There is another advantage of underfloor.
Putting the pipes into a large lump of concretey stuff (maybe with lime...) allows the thermal mass of the floor to be used as a gigantic storage radiator. And in turn, that allows a heatpump system to run largely on E7. So with a CoP of 4, each kwh of heat is costing you 1/4 of the E7 rate. Which is cheap enough to pay back against an oil or stored gas system.
Running at a CoP of 2, on peak rate power doesn't make any sort of sense.

It should be obvious that an underfloor system is not the sort of thing that you turn on as you come in from work. If you tried that, you might well have 'hot' floors while complaining that the house was cold.
It is intended to be run steadily throughout the heating season. Rather like an Aga.
Its slow to respond. But cheap to run (on 1/4 price of E7...) - totally unlike an Aga! Very Happy

Also, and especially because its a 24 hour thing, it really goes hand-in-hand with super-duper insulation.
And it would expect it. 8kw (less than 3 electric kettles) is not very much heat for a 4 bedroom house in the North of Scotland.

And in that regard, you might be checking that your multi-fuel stove can be installed as 'room-sealed' so that it draws its combustion air from outside, rather than the inside of the house. Controlling ventilation and minimising air leakage are going to be important. You might even be considering installing a heat recovery system...
Quote:
The heat pump runs at apox 2 Kw so I wanted to offset some of the running cost by keeping the water hot from another source and thought the multi fuel and solar would keep it toped up thus lowering our need for electricity to run the heat pump
Don't have the heat pump heating water to 50C and beyond for hot water. I suggested above that your hot water needs are likely best supplied from summer solar (rather a lot of spring and autumn too with enough evacuated tube collectors) and winter from the stove, with occasional topping up when it happens to be needed with economy7. Doing the topping up with direct E7 rather than the heatpump won't add much to the running cost and should make the installation rather a lot simpler, and so cheaper.
James

heat pumps can also be used with large (panel) radiators and in some circumstances, you may decide that these large radiators are better (ie personal preference comes into play, or you want to be able to maintain them). But if your starting from the bare bones up, under floor is the most efficient. As dougal said, the big advantage is that they slowly leak out their heat into the big slab of concrete floor which maintains the ambient room temperature, instead of actively heating (like a traditional radiator does).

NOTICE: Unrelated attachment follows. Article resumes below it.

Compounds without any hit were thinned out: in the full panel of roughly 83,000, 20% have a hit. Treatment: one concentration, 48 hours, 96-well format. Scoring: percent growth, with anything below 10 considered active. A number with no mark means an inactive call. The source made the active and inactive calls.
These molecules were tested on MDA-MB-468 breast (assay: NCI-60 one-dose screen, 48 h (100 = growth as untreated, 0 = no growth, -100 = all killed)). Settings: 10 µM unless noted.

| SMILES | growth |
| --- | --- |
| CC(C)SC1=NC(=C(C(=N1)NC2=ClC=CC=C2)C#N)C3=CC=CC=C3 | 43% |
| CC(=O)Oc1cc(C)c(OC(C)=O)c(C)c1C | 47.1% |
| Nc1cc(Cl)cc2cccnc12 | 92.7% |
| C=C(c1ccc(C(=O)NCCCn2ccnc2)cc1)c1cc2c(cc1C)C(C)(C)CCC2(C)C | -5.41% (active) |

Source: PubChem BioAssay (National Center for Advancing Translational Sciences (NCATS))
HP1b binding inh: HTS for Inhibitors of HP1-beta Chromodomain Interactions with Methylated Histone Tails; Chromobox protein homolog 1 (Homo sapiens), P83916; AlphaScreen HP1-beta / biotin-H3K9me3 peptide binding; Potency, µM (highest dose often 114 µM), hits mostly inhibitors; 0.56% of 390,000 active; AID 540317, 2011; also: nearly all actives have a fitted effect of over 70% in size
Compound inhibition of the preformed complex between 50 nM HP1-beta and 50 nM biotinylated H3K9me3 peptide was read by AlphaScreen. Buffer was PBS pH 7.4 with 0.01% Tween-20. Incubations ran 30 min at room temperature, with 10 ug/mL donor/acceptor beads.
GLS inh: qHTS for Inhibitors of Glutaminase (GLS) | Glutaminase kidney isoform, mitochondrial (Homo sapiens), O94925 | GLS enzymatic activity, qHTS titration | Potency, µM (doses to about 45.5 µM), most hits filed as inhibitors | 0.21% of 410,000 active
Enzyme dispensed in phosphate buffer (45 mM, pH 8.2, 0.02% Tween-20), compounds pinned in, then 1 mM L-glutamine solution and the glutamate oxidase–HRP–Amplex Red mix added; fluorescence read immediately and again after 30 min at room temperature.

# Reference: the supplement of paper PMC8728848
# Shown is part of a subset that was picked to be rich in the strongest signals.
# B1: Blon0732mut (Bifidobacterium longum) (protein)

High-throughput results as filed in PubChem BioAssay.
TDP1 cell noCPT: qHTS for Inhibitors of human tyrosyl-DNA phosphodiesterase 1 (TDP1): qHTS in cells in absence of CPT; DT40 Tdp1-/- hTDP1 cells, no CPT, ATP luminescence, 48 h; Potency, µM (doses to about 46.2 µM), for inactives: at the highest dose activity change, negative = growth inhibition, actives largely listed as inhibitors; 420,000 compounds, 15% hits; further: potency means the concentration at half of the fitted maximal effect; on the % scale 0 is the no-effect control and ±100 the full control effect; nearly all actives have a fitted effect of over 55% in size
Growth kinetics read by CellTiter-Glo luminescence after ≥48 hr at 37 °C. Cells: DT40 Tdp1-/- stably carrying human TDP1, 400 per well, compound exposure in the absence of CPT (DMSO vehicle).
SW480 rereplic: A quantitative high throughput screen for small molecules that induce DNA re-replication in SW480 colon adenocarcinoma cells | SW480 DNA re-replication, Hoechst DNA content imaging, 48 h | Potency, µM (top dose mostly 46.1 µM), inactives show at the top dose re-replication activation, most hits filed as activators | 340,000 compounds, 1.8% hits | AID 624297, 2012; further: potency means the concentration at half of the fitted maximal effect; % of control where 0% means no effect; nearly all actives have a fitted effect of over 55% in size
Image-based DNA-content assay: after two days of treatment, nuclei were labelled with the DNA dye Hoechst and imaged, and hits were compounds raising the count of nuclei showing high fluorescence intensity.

A third way which I'm seeing coming into building design recently is via the use of cooled/ warmed beams within the constructions. Effectively, the building materials themselves become the heater.

There are a couple of companies I've heard of that suggest you can run a heat pump purely as a pre-heater to feed your hot water system (so the water entering you hot water tank is at 30c, not 12c)

Personally, I'd keep the heat pump working in isolation. Work out the kilowatts required to heat your house for around 80-90% of the time, size it accordingly and use under floor heating as dougal suggested. Then top up on cold days with a solid fuel burner (wood stove). Then solar gives the hot water, maybe having a dual tank plumbed into the woodstove.

Are you thinking of a slinky or a borehole (if so, open or closed loop?) If you've got loads of land, a slinky is probably the way forward.

A word on the CoP's- its very hard to empirically prove these figures. Therefore its very easy to state a figure which cannot be disproved. In general, the CoPs stated on US derived equipment appear less likely than Swedish equipment. I base this purely on what I've been told by a UK research academic who has been reviewing this field for some years now.
MikeB

As we have the space a slinky system is the way we were heading, were told two trenches 20m long by 1m wide and 1m deep. This is in an area where the water table is only 600mm down and that this should enhance its efficiency.

I am getting various reports on how long heat pumps take to warm up, I wanted something that would warm up quickly and I do not think the under floor heating will suffice, any idea on how long a concrete pad warms up as opposed to large radiators
scoop

We went through a similar process year ago but in our case we bought an old cottage. After lenghty research we came to the following conclusions:

1) Combining heat from various sources was just too complicated.
2) A ground source heat pump would be of no benefit in an old cottage because with the best will in the world we could not insulate it to the point where the heat loss would be replaced by the energy harvested from the GSHP.
3) Our inherited propane fuled combi boiler which uses a sealed system could not be connected to our proposed wood fired boiler whcih required an open vented system.
4) It would be much easier and cheaper to run separate systems.

So we ended up keeping our existing propane combi boiler and radiators and installing a second heating system for the wood burner (Charnwood 14B). The combi provides a short burst of heat in the morning when the family get up to go to work / school. The Wood burner heats the house in the evenings and weekends. The wood burner currently supplies 5 radiators with another 2 shortly to be added. We have been very happy (and warm) with the results.

Its sounds like an expensive option but excluding the wood burner the whole system cost 600 to install using a week of my fairly limited diy plumbing skills.

Chris
       Downsizer Forum Index -> Energy Efficiency and Construction/Major Projects
Page 1 of 1
Home Home Home Array Home